Book Blurbs are a series of quick-hitting reviews in which our staff dissect and critique music-related books fresh off the presses.
For every A-list rock and roll star, there comes a point where the road forks away from their humble origins into the realm of mystique. For years, it’s been easy to assume that Tom Petty’s life is one big leisurely joint aching to be smoked in the sun. He has that southern drawl and relaxed attitude that seem perfectly carefree, and that’s without getting into the impossibly catchy heartland rock he’s been spooling out with the Heartbreakers for almost four decades. For a guy known for tales of dreamers. losers, and ne’er-do-wells, Petty has always assumed the role of his characters with conviction.
This perception of Petty has gone largely unchallenged for the bulk of his career, a fact that only makes Warren Zanes’ biography of the rock legend all the more interesting. Zanes peels back the cool-guy exterior to become the first person to delve into Petty’s life story, making for a marvelous read, even if it’s not always a sunny one.
About the Author:
When Zanes’ band, the Del Fuegos, opened up for Petty and the Heartbreakers some 30 years ago, there was no telling that he’d be the guy to lead fans through the band’s surprisingly complex backstory. These days, Zanes works as Vice President of Education at the Rock and Roll Hall of Fame. In addition to Petty: The Biography, Zanes also penned Dusty in Memphis, the first installment of the celebrated 33 1/3 series, in 2003. He’s also continued to make music since leaving the Del Fuegos, releasing the solo album Memory Girls in 2002.
Zanes tags his book as the Tom Petty biography, and he’s not mindlessly beating his chest. His book serves as a fairly complete history, tracing Petty’s story back to his grandparents’ settlement in Northern Florida all the way up through last year’s reliably solid Hypnotic Eye. Rock and roll became his respite from a home life plagued with verbal and physical abuse, giving him ample motivation to throw himself headfirst into his songwriting. That all-or-nothing focus, the kind he struggled to apply to school and other aspects of his life, carried Petty to huge local and modest national success with Mudcrutch, which later became Tom Petty and the Heartbreakers. From there, Zanes weaves a wonderful narrative about family, stardom, musical fraternity, and the oftentimes otherworldly task of keeping it all together.
Structurally, Petty: The Biography follows a pretty boilerplate rock bio trajectory, beginning with the singer’s early upbringing and following him through the enormous highs and lows of mainstream superstardom on his way to his current standing as an elder statesman. But it’s a credit to Zanes that Petty feels fresh and inspired despite sticking to that rigid formula. Petty and the Heartbreakers also deserve kudos for letting Zanes into their rock and roll world, which beneath its breezy facade is full of the kind of complications that come with the territory of being in a band for 40 years.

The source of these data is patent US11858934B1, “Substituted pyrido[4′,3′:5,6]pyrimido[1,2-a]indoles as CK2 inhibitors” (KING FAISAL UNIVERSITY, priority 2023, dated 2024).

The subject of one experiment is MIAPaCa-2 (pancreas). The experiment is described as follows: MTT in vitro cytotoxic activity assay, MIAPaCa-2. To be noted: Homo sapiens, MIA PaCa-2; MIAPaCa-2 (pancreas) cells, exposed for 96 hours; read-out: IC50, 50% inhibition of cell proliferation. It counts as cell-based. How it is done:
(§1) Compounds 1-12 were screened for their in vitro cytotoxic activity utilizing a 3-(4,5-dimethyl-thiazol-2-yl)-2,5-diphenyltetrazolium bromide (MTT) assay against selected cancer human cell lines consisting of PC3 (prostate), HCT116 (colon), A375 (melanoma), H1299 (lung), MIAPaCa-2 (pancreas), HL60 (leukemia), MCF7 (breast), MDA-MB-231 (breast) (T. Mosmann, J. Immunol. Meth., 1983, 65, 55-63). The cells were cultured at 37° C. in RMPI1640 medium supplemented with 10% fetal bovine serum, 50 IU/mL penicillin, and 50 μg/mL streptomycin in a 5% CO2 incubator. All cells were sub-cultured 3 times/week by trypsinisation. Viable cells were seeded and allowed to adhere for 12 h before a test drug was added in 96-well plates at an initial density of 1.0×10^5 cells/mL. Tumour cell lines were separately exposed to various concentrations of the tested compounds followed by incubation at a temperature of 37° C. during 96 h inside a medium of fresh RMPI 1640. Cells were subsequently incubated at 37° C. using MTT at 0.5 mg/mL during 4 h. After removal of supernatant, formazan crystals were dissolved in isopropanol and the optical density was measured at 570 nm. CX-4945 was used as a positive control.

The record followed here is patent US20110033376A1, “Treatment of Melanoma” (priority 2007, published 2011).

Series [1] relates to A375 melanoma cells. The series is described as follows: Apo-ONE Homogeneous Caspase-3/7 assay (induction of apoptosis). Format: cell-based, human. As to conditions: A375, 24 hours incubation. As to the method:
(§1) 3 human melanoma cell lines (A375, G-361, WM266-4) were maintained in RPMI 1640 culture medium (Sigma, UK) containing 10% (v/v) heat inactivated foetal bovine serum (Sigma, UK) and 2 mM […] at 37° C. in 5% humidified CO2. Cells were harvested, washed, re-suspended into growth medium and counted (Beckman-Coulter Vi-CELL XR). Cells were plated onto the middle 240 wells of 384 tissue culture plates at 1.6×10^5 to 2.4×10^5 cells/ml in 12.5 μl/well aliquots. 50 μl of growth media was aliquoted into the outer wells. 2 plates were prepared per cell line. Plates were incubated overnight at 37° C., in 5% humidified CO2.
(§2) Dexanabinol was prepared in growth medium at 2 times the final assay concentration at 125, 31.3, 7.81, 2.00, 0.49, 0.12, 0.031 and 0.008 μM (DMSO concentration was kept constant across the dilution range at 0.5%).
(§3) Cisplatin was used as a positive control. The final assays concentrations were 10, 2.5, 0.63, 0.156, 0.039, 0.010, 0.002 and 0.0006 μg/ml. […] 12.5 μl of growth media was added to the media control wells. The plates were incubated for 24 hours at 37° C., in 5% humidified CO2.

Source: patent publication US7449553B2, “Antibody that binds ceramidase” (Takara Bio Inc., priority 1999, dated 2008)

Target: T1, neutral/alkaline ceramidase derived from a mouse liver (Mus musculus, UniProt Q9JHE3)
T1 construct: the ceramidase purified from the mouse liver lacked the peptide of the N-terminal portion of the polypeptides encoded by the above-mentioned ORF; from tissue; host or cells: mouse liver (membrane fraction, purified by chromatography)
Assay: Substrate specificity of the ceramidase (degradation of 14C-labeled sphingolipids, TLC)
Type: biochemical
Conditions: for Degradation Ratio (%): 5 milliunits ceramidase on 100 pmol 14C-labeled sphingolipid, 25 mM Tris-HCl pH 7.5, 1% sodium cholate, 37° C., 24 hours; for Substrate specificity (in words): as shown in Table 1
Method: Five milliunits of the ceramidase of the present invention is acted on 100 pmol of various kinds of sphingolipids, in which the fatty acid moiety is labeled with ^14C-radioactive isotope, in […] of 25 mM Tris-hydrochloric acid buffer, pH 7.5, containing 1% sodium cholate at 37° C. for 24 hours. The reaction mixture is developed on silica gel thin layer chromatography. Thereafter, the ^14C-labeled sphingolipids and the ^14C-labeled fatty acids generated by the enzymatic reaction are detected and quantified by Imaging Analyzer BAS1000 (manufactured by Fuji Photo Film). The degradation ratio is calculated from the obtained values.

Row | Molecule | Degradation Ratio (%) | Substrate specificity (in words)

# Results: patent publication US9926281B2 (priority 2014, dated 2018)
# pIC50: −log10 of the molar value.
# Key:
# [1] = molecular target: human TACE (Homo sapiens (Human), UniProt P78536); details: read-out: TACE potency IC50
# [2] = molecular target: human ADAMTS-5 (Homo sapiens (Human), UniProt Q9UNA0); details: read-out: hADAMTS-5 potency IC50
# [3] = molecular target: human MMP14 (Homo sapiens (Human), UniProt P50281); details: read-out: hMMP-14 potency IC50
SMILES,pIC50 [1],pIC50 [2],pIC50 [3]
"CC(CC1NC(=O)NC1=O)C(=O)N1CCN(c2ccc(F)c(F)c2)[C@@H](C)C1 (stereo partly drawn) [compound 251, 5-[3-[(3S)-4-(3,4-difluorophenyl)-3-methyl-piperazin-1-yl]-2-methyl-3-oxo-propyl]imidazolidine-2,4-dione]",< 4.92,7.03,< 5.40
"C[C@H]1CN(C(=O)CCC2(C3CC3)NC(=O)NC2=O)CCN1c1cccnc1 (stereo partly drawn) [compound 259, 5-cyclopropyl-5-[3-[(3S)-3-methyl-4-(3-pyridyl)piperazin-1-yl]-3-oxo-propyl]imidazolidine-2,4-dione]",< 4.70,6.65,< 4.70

The book is loaded with riveting details that have never before come to the surface. Yeah, the news that Petty got caught up with heroin in the late ’90s grabbed a lot of headlines, but it’s the smaller things in Zanes’ bio that will jump out at even longtime fans of the band. There’s great stuff about Petty’s wild mood swings, his tumultuous marriage, his relationship with Bob Dylan and George Harrison, the extent of his friendship with Stevie Nicks, and the near-constant tension that existed between him and drummer Stan Lynch. Zane wisely avoids deifying Petty and isn’t afraid to paint him in a not-so-flattering light, but he never does this unfairly. Even in its most unflinching moments, Petty: The Biography paints a human portrait of its subject. Less the story of a rock star, it’s the story of a man fighting to be everything to everyone: father, husband, son, band leader, and friend.
Zanes’ account is so rich and thorough that it doesn’t leave much room for complaints or nitpicking. More could be said about Petty’s relationship with his younger brother, Bruce, while discussion of Into the Great Wide Open gets lumped in a little too close with Full Moon Fever and deserves a bit more attention for itself. Minor details in the long run.
The highest praise that can be paid to Petty: The Biography is that not being a Heartbreakers fan isn’t a barrier. Zanes does such a great job getting at the humanity of his subject that you don’t even need to be much of a fan of the music to enjoy it. It’s a plus, for sure, and fans will no doubt devour every word. But Petty: The Biography is, at its core, a story about people and how those people brought together under a particular set of circumstances manage to make a relationship last in the face of various stresses, pressures, and harsh realities. It’s a great piece of writing by any measure, but as far as rock bios go, this is tops.